US sees surprise hiring surge as unemployment edges down
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US job gains surged unexpectedly last month as unemployment slipped to its lowest rate in more than five decades, government data showed Friday, despite strong efforts to ease economic activity.
The latest data could prove concerning to policymakers, with the central bank recently tempering its aggressive campaign to tame inflation on signs that the world's biggest economy is cooling.
But the United States defied expectations to add 517,000 jobs in January, nearly double the December figure, after a five-month slowdown in hiring, as the jobless rate edged down to 3.4 percent, said the Labor Department in a report.
"Job growth was widespread, led by gains in leisure and hospitality, professional and business services, and health care," the report added.
Meanwhile, wage growth slowed slightly, with average hourly earnings rising by 0.3 percent to $33.03, the report added.
This suggests the labor market remains too hot for policymakers' liking, with the hiring figure marking a sharp spike from December's 260,000 number.
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The Federal Reserve has been closely eyeing the jobs market, with demand exceeding the supply of available workers and employers keen to retain staff they may have struggled to find during the pandemic.
While unemployment is typically seen to edge up as interest rates rise and borrowing costs go up, the jobless rate has hovered at historically low levels in recent months.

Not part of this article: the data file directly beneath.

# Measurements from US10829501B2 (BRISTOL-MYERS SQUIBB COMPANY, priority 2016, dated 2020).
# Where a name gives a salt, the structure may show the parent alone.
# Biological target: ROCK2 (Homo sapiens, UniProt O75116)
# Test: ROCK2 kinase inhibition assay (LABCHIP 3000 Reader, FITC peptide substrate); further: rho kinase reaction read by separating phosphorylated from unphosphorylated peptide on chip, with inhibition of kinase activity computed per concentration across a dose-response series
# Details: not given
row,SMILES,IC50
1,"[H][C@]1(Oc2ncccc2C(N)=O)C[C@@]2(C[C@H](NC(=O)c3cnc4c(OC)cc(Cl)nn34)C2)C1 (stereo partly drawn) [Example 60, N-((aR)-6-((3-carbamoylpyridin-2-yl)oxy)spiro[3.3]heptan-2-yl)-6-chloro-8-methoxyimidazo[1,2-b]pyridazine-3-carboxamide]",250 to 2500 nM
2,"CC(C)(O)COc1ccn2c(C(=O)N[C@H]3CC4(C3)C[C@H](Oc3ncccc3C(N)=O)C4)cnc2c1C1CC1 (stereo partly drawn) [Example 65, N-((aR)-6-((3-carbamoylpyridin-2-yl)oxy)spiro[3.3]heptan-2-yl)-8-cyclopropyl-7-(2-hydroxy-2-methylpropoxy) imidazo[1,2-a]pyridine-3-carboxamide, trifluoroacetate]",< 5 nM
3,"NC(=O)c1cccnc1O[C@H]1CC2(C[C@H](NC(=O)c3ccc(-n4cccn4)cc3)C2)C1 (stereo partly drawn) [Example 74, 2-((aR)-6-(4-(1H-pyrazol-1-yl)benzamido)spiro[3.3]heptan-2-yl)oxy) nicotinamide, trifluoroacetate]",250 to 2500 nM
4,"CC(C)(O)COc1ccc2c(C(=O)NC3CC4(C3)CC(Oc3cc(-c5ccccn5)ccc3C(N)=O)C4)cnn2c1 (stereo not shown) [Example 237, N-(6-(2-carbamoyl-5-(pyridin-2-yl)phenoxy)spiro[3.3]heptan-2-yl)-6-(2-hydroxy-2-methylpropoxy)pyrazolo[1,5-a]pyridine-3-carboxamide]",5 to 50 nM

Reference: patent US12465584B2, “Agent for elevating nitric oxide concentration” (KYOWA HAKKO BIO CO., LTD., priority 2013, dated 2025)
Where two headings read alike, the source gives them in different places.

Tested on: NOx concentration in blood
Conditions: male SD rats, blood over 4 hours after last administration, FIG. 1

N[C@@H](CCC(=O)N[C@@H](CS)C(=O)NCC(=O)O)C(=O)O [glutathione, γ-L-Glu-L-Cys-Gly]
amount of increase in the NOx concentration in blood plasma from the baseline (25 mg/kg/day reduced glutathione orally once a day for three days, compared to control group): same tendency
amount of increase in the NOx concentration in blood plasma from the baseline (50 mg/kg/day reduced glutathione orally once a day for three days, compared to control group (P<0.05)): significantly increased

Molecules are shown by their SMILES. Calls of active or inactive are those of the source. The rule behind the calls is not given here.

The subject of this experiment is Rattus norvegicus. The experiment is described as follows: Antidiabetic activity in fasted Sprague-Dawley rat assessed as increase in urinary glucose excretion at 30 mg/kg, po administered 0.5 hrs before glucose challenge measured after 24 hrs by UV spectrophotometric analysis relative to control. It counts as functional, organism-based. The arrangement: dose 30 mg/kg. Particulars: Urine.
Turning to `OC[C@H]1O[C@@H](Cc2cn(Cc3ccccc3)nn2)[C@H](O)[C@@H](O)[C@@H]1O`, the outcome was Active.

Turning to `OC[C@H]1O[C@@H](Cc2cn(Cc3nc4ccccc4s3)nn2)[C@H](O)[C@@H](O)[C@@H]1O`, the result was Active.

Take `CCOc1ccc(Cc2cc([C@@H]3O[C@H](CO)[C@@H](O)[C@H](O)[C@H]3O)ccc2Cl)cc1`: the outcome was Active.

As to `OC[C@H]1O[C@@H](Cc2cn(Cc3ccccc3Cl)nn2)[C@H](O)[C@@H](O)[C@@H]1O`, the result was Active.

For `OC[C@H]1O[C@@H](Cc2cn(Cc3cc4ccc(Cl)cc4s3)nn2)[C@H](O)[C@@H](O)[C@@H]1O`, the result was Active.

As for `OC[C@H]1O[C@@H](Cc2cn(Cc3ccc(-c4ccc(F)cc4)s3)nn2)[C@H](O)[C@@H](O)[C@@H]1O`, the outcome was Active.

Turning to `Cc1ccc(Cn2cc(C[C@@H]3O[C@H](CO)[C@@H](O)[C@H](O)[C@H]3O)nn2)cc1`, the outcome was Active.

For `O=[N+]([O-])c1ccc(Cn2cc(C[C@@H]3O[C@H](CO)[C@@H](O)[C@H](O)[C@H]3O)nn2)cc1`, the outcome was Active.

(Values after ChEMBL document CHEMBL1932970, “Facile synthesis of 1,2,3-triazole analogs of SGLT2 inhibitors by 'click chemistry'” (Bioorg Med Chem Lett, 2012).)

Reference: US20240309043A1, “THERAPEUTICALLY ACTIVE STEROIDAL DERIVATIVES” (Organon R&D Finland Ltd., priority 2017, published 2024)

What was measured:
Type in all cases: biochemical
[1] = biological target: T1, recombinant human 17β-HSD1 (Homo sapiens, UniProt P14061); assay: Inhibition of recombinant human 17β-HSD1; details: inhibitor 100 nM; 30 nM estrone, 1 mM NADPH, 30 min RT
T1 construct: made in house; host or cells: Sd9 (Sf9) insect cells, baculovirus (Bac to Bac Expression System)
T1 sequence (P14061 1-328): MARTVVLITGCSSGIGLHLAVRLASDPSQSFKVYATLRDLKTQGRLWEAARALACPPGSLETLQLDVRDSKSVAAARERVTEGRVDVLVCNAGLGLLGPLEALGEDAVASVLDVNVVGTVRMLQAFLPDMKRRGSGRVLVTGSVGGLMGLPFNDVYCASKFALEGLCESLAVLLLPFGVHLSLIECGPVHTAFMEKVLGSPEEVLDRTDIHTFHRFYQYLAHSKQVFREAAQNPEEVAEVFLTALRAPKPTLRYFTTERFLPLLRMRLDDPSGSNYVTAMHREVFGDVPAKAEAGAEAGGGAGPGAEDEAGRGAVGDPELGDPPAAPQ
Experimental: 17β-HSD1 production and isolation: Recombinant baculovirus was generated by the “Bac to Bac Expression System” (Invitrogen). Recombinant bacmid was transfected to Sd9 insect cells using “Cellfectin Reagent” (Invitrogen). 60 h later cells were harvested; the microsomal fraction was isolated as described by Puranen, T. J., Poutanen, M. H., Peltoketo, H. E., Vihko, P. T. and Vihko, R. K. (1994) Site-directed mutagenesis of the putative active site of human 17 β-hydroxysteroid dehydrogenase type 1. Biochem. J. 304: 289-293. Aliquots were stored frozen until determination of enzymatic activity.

Among the Fed's worries is that elevated wages could feed into services inflation.
In January, average hourly earnings rose by 0.3 percent, to $33.03, said the Labor Department.
No sign of softening
"The data show the economy is creating jobs at a rapid pace," said Rubeela Farooqi, chief US economist at High Frequency Economics.
The economy is showing "no sign of softening" despite the Fed's eight consecutive hikes to the benchmark lending rate, aimed at easing demand and bringing down costs.
"Without an adjustment in the labor market, the risk is that rates will move higher than anticipated," she said.
This could cause repercussions on other areas, with interest-sensitive sectors such as housing already slumping on higher rates while retail sales slowed.
Although salary gains have been coming down, wages are "still at a high level," Fed Chair Jerome Powell told reporters Wednesday.
"They're still at a level that's way above -- well above where they were before the pandemic," he said. "It's going to be reflected in our assessment of the outlook and that will be reflected in our policy over time."
The central bank this week announced a smaller interest rate hike while signaling the inflation fight was not over.
There has been growing optimism that the Fed is approaching the end of its cycle of rate increases, but the latest data could cast doubt on the situation.
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